Mapuche Leader Extradited to Chile Starts Hunger Strike

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Facundo Jones Huala of the Mapuche started a hunger strike on Wednesday, a day after he was extradited to Chile, in protest against Argentina’s decision to ignore the United Nations Human Rights Committee’s demand to postpone the process.

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Mapuche Man Extradited to Chile Despite UN Requests

Human rights experts demanded that the Argentine government halt the extradition in order to address a complaint issued by Jones’ lawyer, arguing that his political and civil rights have been violated.

But the calls were ignored and the Lonko, a leader in Mapuche communities and families, was extradited to Valdivia.

“The Lonko Facundo Jones Huala is currently on dry strike since he was transferred from Esquel in protest of the decision of the Argentine state to ignore the demand of the United Nations,” the Network in Support of Communities in Conflict said in a statement.

The process had been plagued by irregularities, including torture of a key witness, which led the U.N. to  issue the demands.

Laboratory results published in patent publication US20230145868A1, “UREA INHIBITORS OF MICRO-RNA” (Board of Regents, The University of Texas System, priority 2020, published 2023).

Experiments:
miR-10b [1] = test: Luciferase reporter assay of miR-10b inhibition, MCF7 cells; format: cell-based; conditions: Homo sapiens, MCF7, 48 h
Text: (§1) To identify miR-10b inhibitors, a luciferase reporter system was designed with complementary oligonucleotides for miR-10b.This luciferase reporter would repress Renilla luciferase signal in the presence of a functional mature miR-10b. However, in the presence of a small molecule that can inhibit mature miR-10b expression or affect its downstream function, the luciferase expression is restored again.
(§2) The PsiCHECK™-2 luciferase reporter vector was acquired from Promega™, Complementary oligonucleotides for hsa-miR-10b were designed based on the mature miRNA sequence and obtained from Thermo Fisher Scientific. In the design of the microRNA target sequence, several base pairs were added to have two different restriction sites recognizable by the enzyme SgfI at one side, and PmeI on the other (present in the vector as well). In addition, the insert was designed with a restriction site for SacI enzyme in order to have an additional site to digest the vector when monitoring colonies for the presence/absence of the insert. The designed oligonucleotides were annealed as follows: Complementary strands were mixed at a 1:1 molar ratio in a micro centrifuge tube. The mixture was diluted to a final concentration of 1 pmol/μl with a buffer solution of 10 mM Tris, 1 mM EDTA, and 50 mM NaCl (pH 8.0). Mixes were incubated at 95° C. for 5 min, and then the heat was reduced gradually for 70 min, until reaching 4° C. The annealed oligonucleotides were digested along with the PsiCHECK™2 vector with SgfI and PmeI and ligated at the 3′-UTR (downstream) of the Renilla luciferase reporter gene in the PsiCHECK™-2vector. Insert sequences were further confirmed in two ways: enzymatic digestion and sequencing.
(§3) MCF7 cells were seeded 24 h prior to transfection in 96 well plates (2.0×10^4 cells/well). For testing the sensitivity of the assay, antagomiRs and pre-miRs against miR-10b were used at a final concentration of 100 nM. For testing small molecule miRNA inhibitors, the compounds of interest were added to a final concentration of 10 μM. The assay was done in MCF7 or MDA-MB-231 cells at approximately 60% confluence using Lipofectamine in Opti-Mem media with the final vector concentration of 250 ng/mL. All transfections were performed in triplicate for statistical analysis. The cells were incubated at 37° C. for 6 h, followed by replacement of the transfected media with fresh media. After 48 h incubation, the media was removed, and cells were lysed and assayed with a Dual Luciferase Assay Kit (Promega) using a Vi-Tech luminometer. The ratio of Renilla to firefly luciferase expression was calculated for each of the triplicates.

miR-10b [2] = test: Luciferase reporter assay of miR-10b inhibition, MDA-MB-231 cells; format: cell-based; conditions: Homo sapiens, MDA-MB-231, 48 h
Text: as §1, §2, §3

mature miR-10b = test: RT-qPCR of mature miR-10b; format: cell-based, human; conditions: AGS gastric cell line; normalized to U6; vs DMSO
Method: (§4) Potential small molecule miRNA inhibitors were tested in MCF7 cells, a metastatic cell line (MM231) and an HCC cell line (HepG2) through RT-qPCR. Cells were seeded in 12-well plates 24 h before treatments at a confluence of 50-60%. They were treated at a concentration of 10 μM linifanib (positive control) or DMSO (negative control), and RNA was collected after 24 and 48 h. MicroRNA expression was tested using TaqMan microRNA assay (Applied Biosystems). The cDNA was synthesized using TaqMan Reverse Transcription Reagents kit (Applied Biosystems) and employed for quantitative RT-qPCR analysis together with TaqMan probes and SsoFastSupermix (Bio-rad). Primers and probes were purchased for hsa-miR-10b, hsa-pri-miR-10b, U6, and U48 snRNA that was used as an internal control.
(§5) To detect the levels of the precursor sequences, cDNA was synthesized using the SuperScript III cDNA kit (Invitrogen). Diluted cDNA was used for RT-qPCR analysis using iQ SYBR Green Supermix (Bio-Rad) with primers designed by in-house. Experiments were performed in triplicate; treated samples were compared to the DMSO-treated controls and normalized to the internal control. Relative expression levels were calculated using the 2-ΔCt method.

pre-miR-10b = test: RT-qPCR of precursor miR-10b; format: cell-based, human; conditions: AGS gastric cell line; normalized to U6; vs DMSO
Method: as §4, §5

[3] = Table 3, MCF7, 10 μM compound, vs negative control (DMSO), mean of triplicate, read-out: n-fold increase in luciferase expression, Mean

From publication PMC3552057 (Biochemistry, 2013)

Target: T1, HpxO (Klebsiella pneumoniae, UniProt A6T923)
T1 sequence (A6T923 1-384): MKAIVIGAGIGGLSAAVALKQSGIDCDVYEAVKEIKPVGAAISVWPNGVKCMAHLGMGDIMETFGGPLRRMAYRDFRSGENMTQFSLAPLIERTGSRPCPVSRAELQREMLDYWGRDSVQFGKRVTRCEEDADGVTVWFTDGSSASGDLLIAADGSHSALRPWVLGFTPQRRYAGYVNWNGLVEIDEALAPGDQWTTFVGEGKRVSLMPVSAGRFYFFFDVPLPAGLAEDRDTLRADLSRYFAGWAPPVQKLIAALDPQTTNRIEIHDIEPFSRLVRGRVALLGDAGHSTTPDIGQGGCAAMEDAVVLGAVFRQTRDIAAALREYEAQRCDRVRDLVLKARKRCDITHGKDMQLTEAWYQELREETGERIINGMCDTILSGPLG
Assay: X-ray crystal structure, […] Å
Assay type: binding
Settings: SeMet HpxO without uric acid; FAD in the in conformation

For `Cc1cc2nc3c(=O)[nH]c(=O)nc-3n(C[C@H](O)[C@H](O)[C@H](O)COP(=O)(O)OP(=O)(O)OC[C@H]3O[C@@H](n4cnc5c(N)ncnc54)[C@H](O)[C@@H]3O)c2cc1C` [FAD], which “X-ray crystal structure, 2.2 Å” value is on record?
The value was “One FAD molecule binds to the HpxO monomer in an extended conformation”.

According to reports, Jones allegedly participated in a fire attack on a farm in 2013 in Chile, and was found in possession of a firearm. Six others were arrested, but later released for lack of evidence. His new trial in Chile will begin on Dec. 4.

 

 

Also on Wednesday, Argentina’s Supreme Court of Justice stripped six Mapuche communities of their legal entity status, affecting their political rights.

The status had been granted in 2002 through the National Institute of Indigenous Affairs. The province of Neuquen, however, argued that the decision was taken without taking them into account.

The affected communities were Lof Gelay Ko, Lof Lonko Purran, Lof Lefiman, Lof Wiñoy Tayin Raquizuam, Lof Maripil and Lof Wiñoy Folil.

The Mapuche Indigenous group has been discriminated against in both Argentina and Chile.

Living mainly in Chile’s Temuco region, Mapuche have been battling the government as they try to regain land lost during Chile’s 19th-century expansion southward into Mapuche-held territory.

Meanwhile, in Argentina, territorial rights have fueled numerous movements and unjust state repression in the Patagonia region.

 



Source

Latin America News

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